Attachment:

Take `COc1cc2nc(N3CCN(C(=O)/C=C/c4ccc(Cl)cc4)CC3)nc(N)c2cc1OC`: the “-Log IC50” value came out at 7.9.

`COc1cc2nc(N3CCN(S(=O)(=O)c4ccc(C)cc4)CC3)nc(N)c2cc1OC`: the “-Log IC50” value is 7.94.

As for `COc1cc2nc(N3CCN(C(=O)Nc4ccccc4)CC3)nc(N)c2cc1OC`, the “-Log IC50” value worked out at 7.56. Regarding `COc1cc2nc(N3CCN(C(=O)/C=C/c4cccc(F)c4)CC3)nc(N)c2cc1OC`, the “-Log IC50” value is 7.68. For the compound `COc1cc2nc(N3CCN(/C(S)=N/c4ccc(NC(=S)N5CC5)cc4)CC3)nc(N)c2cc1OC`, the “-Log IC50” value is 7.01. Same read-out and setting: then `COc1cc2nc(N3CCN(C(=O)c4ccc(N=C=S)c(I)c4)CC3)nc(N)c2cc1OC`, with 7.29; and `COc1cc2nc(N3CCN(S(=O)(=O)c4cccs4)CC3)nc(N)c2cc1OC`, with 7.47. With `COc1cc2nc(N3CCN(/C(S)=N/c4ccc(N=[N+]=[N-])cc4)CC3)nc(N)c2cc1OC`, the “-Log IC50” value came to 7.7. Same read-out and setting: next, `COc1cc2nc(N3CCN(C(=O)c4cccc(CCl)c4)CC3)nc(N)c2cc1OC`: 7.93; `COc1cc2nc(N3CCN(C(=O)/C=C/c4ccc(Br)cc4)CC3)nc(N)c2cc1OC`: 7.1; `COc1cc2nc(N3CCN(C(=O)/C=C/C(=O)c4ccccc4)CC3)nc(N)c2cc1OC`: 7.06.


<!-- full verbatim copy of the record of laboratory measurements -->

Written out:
Take `COc1cc2nc(N3CCN(C(=O)/C=C/c4ccc(Cl)cc4)CC3)nc(N)c2cc1OC`: the “-Log IC50” value came out at 7.9.

`COc1cc2nc(N3CCN(S(=O)(=O)c4ccc(C)cc4)CC3)nc(N)c2cc1OC`: the “-Log IC50” value is 7.94.

As for `COc1cc2nc(N3CCN(C(=O)Nc4ccccc4)CC3)nc(N)c2cc1OC`, the “-Log IC50” value worked out at 7.56. Regarding `COc1cc2nc(N3CCN(C(=O)/C=C/c4cccc(F)c4)CC3)nc(N)c2cc1OC`, the “-Log IC50” value is 7.68. For the compound `COc1cc2nc(N3CCN(/C(S)=N/c4ccc(NC(=S)N5CC5)cc4)CC3)nc(N)c2cc1OC`, the “-Log IC50” value is 7.01. Same read-out and setting: then `COc1cc2nc(N3CCN(C(=O)c4ccc(N=C=S)c(I)c4)CC3)nc(N)c2cc1OC`, with 7.29; and `COc1cc2nc(N3CCN(S(=O)(=O)c4cccs4)CC3)nc(N)c2cc1OC`, with 7.47. With `COc1cc2nc(N3CCN(/C(S)=N/c4ccc(N=[N+]=[N-])cc4)CC3)nc(N)c2cc1OC`, the “-Log IC50” value came to 7.7. Same read-out and setting: next, `COc1cc2nc(N3CCN(C(=O)c4cccc(CCl)c4)CC3)nc(N)c2cc1OC`: 7.93; `COc1cc2nc(N3CCN(C(=O)/C=C/c4ccc(Br)cc4)CC3)nc(N)c2cc1OC`: 7.1; `COc1cc2nc(N3CCN(C(=O)/C=C/C(=O)c4ccccc4)CC3)nc(N)c2cc1OC`: 7.06.